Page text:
ver since the invention of money and ways to carry it, there have been thieves inventing clever ways to steal it.

Cedric Mitchell, a Metro Transit Police detective, knows all about the ancient crime of pickpocketing.

Summer, he says, is prime time for pickpockets. They like to go where the big crowds gather: street fairs, air shows, malls, museums, airports, ballparks and subway trains.

"They're looking for people with money on them who are naive, or who are not paying attention to their surroundings," said Mitchell, who has been with Metro for 16 years. He's seen victims both old and young.

"Kids as young as 12 years old get hit. Pickpockets know there's money there," Mitchell said. "Parents send kids on these class trips to Washington with $400 or $500."

Mitchell teaches transit police and other law enforcement officers how to spot pickpockets. The crooks try to blend in, he said, but they often give themselves away.

"It will be sunny out, with no chance of rain, and yet they're carrying a trench coat, which they use to hide what they're doing with their hands," Mitchell said.

Clothing on a hanger in a dry cleaning bag works the same way. "Watch for somebody carrying dry cleaning downtown at 6:30 in the morning," Mitchell said. "People generally pick up their dry cleaning close to their home, in the afternoon."

Pickpockets generally work in groups. Each person has a special job. The stall creates a distraction, while another person, the wire, grabs the wallet or purse. The distraction could be anything: pretending to know the victim, pretending to be deaf and need help.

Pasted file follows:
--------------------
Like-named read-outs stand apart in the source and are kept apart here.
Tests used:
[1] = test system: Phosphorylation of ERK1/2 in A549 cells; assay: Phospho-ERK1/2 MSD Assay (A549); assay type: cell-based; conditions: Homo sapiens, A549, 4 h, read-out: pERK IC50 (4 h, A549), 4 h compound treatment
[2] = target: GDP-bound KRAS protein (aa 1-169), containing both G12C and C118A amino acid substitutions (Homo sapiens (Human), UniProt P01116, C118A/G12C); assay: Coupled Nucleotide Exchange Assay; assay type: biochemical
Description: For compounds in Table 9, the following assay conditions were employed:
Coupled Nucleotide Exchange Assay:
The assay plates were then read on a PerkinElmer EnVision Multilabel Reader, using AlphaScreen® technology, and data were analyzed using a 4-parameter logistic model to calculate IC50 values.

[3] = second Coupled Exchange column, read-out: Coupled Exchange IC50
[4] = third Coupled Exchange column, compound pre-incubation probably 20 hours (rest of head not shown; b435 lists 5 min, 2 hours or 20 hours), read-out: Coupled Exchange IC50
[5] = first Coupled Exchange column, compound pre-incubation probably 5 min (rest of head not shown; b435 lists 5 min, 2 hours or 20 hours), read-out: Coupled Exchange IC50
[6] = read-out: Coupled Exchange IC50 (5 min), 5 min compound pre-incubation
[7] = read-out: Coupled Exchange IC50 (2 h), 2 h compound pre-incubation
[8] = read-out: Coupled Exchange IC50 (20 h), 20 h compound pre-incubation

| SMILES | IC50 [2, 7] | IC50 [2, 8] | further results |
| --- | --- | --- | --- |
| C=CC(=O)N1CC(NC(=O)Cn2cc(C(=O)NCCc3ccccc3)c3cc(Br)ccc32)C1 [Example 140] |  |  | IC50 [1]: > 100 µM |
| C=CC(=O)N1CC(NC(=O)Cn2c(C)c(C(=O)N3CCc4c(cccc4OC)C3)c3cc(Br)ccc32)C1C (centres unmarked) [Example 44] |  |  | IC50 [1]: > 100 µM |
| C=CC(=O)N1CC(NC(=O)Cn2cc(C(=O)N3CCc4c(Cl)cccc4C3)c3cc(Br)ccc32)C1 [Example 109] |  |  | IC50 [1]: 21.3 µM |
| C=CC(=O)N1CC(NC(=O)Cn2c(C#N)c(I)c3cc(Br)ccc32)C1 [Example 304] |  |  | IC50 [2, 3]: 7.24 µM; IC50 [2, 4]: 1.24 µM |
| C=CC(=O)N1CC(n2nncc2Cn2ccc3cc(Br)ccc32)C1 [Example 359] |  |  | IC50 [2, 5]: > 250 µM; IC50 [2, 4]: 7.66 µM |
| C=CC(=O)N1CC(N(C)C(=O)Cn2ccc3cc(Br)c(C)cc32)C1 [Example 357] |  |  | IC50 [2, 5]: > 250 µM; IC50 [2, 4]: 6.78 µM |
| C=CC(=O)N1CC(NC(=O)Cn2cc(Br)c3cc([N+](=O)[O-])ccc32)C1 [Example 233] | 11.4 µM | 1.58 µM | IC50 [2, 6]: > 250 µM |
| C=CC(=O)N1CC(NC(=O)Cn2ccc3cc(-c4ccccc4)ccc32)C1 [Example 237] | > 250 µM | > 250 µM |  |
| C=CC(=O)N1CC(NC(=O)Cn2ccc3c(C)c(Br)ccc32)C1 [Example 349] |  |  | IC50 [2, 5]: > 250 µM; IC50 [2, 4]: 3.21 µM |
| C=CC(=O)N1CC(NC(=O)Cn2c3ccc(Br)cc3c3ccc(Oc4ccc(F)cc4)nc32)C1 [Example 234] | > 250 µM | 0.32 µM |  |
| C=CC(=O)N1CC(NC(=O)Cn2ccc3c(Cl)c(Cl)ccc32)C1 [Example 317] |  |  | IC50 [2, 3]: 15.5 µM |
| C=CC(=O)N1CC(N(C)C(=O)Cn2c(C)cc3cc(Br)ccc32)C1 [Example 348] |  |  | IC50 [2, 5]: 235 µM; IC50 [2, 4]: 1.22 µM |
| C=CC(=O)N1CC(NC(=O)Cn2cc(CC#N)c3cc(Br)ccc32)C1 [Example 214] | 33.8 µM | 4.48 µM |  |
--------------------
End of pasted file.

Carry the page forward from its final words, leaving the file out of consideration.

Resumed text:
"They like to work escalators," Mitchell said. "One of them will be at the bottom of the escalator pretending to drop his glasses. When people all start bumping into each other on the escalator, that's when they make the play [pick the pocket]. People expect to be jostled in this situation, so they don't notice when it happens."

Pickpockets move from neighborhood to neighborhood, and city to city, leaving when police catch on to them. They came for Washington's round of inaugural parties in January and for Baltimore's Preakness horse race last month, Mitchell said. The men's college basketball Final Four in April was crawling with pickpockets -- police in Minneapolis, Minnesota, made seven arrests.

Right now, Mitchell is leading a special anti-pickpocket detail that covers the D.C. region.

"Once we make a few good collars [arrests], word'll get around and they'll disappear for a while," he said. "But they'll be back."

-- Fern Shen

Detective Cedric Mitchell shows police how to spot pickpockets.